MapReduce Algorithm uses the following three main steps:

  1. Map Function
  2. Shuffle Function
  3. Reduce Function


1. Map Function

Mapping is the first task of the MapReduce Algorithm. It takes input tasks and divides them into smaller parallel executable sub-tasks. In the end, all the required computations happen over these sub-tasks hence providing the real-essence of parallel computation

This step performs the following two sub-steps:

  • Splitting step takes input data from a source and divides into smaller datasets
  • Mapping happens after splitting step. It takes smaller datasets and performs computation on each of them

The output from this mapping module is a key-value pair like (Key, Value)


2.Shuffle Function

It is is the second step in MapReduce Algorithm. It is more like a combine function. It essentially performs the following two sub-steps:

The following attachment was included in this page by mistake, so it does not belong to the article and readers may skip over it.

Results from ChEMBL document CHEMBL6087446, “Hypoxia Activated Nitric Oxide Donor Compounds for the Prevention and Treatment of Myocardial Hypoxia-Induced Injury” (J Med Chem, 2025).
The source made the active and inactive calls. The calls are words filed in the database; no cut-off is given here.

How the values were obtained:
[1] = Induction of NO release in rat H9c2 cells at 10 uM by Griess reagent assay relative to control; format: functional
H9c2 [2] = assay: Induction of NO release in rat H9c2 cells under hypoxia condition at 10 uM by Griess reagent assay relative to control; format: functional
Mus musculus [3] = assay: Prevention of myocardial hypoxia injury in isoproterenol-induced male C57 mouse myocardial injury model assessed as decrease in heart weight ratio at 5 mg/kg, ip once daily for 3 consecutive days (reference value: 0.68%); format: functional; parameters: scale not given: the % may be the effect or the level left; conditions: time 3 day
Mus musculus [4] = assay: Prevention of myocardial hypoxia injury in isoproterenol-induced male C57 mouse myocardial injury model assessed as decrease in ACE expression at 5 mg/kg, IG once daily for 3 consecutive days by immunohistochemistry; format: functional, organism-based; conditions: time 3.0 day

It takes a list of outputs from the mapper module and performs the following two sub-steps on every key-value pair.

  • Merging: This step combines key-value pairs having the same keys. It can be viewed as an aggregate function applied to all keys. This step returns an unsorted list like (Key, List(Value)).
  • Sorting: This step is in charge of transforming the merge step input to a sorted key-value pair (sorted based on keys). This step gives back a key value list<Key, List<Value>> as a sorted key-value pair output.


3. Reduce Function

Reduce function is the ultimate step of the map-reduce algorithm. It has only one task i.e. reduce step. Having a sorted key-value pair as input, it’s sole responsibility is to run a reduce algorithm(a group function) to assemble all the keys together.


Understanding RDD